Chinese Hack Exposes Ministry Of Defence Payroll Data

Fingers of blame are once again being pointed at China, after another third party supplier to the Ministry of Defence (MoD) was reportedly compromised.

The Guardian reported that an unidentified hacker had obtained the names and bank details of UK armed forces members.

The reports stated approximately 270,000 payroll records of nearly all current and former members of Britain’s armed forces (including reservists and at least one MP) were exposed.

Payroll compromise

So what exactly happened? Well according to the media reports, a third-party payroll system used by the MoD, was compromised. Besides personnel’s actual names and bank details being compromised, the hackers may have also obtained a very small number of physical addresses.

The Guardian reported that the compromised third-party payroll system used by the MoD was managed by a private contractor, Newport-based SSCL.

The MoD reportedly took immediate action and took the external network offline.

Grant Shapps, the defence secretary, reportedly told MPs on Tuesday that the hack was the “suspected work of a malign actor and we cannot rule out state involvement”.

While the country was not officially named, sources quickly pointed the finger of blame at China.

The minister told the Commons that there was not yet a “proven connection” to China, and he would not even mention the country by name, leading to criticism from several MPs for his caution.

The Guardian reported that John Healey, the shadow defence secretary, contrasted media reports of Chinese involvement with Shapps’s limited declaration, and accused ministers of having “no cross-government China strategy” and “completely inadequate resourcing” in defending against threats from Beijing.

It was reported that the hackers were present in the compromised system for weeks, but there is no immediate evidence that any data was stolen or interfered with.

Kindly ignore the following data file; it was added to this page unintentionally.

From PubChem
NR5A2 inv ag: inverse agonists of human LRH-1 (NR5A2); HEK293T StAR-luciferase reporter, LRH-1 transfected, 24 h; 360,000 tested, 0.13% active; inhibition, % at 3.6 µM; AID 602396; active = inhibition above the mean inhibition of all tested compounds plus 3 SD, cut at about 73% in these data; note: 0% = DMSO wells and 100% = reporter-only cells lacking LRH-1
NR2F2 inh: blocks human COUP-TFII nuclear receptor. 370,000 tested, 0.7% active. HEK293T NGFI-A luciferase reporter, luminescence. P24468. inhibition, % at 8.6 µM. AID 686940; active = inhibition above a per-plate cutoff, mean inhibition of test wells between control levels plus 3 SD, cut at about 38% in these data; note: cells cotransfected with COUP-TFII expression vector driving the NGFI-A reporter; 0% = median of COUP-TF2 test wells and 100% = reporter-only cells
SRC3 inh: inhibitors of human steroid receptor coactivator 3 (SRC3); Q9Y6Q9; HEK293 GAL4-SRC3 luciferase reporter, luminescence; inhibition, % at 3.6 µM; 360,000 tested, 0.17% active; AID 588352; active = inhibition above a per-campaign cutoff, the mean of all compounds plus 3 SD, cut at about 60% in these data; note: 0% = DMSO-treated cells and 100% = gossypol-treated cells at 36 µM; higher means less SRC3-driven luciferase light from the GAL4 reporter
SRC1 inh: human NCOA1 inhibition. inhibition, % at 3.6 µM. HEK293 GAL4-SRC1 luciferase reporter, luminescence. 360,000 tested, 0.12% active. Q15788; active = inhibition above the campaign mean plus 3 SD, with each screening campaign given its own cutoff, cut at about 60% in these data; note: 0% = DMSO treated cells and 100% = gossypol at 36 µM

The Guardian noted that salary payments have not been affected, but personnel have been offered credit checks.

Third-party vulnerability?

This is not the first time that a third-party supplier to the MoD has been compromised.

In September 2023, a British high-security fencing supplier, Zaun Ltd, confirmed a “sophisticated cyber-attack,” that compromised data belonging to the Ministry of Defence.

Wolverhampton-based Zaun confirmed that on 5 and 6th August 2023 it was “subjected to a sophisticated cyber-attack on our IT Network by the LockBit Ransom group.”

Zaun is a specialist supplier of fencing solutions to many high-profile sites including MoD locations. LockBit are one of the most active ransomware gangs in the world and is linked to Russia.

As a result of the Zaun attack, LockBit reportedly published thousands of stolen pages of sensitive information belonging to MoD on the dark web. This included thousands of pages of MoD data concerning the HMNB Clyde nuclear submarine base, the Porton Down chemical weapon lab and a GCHQ listening post.

Media reports at the time also reported that the leaked documents included details of equipment used at GCHQ’s satellite ground station and network monitoring site in Bude, Cornwall.

China denial

In the latest MoD breach however, China reportedly denied it was involved and said the idea that it posed a threat to the UK was a gross distortion.

A spokesperson for the Chinese embassy in London was quoted by the Guardian as saying: “We urge the relevant parties in the UK to stop spreading false information, stop fabricating so-called China threat narratives, and stop their anti-China political farce.”

China’s president Xi Jinping, is currently on a tour of Europe, but is not set to visit the UK. He spent Monday in Paris and will visit Serbia on Wednesday and Hungary on Thursday – both countries have a friendly relationship with Beijing.

China sanctions

China has been blamed before for a number of “malicious” cyberattack campaigns in the UK.

China has been accused of sustaining a cyber-attack campaign lasting more than a decade that included a hack on the UK’s Electoral Commission, disclosed last year, that resulted in the theft of the personal details of about 40 million voters.

The National Cyber Security Centre, part of GCHQ, also warned that that four British MPs critical of Beijing were targeted in a separate attack.

In March this year the US, UK imposed more sanctions on China over its campaign to target critical infrastructure and place officials under surveillance.

Tom Jowitt

Tom Jowitt is a leading British tech freelancer and long standing contributor to Silicon UK. He is also a bit of a Lord of the Rings nut...

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